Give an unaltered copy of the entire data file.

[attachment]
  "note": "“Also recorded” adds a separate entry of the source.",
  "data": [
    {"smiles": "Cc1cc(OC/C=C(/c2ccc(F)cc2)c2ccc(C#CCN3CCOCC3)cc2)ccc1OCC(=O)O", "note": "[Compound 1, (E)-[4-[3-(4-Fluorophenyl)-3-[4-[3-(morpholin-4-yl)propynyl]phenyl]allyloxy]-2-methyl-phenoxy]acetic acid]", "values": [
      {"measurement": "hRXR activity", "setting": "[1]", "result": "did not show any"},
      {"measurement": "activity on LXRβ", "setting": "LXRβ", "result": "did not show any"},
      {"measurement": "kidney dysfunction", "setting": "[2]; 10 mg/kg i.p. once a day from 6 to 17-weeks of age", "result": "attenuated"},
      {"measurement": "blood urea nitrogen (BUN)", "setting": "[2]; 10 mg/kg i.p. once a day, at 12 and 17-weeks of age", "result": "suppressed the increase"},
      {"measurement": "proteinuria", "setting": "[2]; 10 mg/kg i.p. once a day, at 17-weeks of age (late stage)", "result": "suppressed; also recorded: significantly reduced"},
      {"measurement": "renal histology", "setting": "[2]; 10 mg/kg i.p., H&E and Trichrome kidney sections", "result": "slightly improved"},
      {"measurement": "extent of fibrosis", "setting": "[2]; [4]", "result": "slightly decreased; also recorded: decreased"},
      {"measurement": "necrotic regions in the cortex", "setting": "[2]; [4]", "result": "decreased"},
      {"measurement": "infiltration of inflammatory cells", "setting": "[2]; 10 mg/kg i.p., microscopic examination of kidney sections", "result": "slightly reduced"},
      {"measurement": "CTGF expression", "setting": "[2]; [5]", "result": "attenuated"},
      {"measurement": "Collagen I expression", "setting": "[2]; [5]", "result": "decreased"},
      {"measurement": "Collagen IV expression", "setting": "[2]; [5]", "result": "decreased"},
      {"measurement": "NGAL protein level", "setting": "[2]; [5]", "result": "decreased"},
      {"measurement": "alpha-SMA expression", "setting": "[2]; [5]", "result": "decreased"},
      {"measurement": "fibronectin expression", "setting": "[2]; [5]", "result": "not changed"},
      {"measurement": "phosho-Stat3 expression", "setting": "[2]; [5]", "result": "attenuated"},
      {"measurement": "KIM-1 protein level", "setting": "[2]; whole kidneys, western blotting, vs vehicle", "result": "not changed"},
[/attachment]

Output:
  "note": "“Also recorded” adds a separate entry of the source.",
  "data": [
    {"smiles": "Cc1cc(OC/C=C(/c2ccc(F)cc2)c2ccc(C#CCN3CCOCC3)cc2)ccc1OCC(=O)O", "note": "[Compound 1, (E)-[4-[3-(4-Fluorophenyl)-3-[4-[3-(morpholin-4-yl)propynyl]phenyl]allyloxy]-2-methyl-phenoxy]acetic acid]", "values": [
      {"measurement": "hRXR activity", "setting": "[1]", "result": "did not show any"},
      {"measurement": "activity on LXRβ", "setting": "LXRβ", "result": "did not show any"},
      {"measurement": "kidney dysfunction", "setting": "[2]; 10 mg/kg i.p. once a day from 6 to 17-weeks of age", "result": "attenuated"},
      {"measurement": "blood urea nitrogen (BUN)", "setting": "[2]; 10 mg/kg i.p. once a day, at 12 and 17-weeks of age", "result": "suppressed the increase"},
      {"measurement": "proteinuria", "setting": "[2]; 10 mg/kg i.p. once a day, at 17-weeks of age (late stage)", "result": "suppressed; also recorded: significantly reduced"},
      {"measurement": "renal histology", "setting": "[2]; 10 mg/kg i.p., H&E and Trichrome kidney sections", "result": "slightly improved"},
      {"measurement": "extent of fibrosis", "setting": "[2]; [4]", "result": "slightly decreased; also recorded: decreased"},
      {"measurement": "necrotic regions in the cortex", "setting": "[2]; [4]", "result": "decreased"},
      {"measurement": "infiltration of inflammatory cells", "setting": "[2]; 10 mg/kg i.p., microscopic examination of kidney sections", "result": "slightly reduced"},
      {"measurement": "CTGF expression", "setting": "[2]; [5]", "result": "attenuated"},
      {"measurement": "Collagen I expression", "setting": "[2]; [5]", "result": "decreased"},
      {"measurement": "Collagen IV expression", "setting": "[2]; [5]", "result": "decreased"},
      {"measurement": "NGAL protein level", "setting": "[2]; [5]", "result": "decreased"},
      {"measurement": "alpha-SMA expression", "setting": "[2]; [5]", "result": "decreased"},
      {"measurement": "fibronectin expression", "setting": "[2]; [5]", "result": "not changed"},
      {"measurement": "phosho-Stat3 expression", "setting": "[2]; [5]", "result": "attenuated"},
      {"measurement": "KIM-1 protein level", "setting": "[2]; whole kidneys, western blotting, vs vehicle", "result": "not changed"},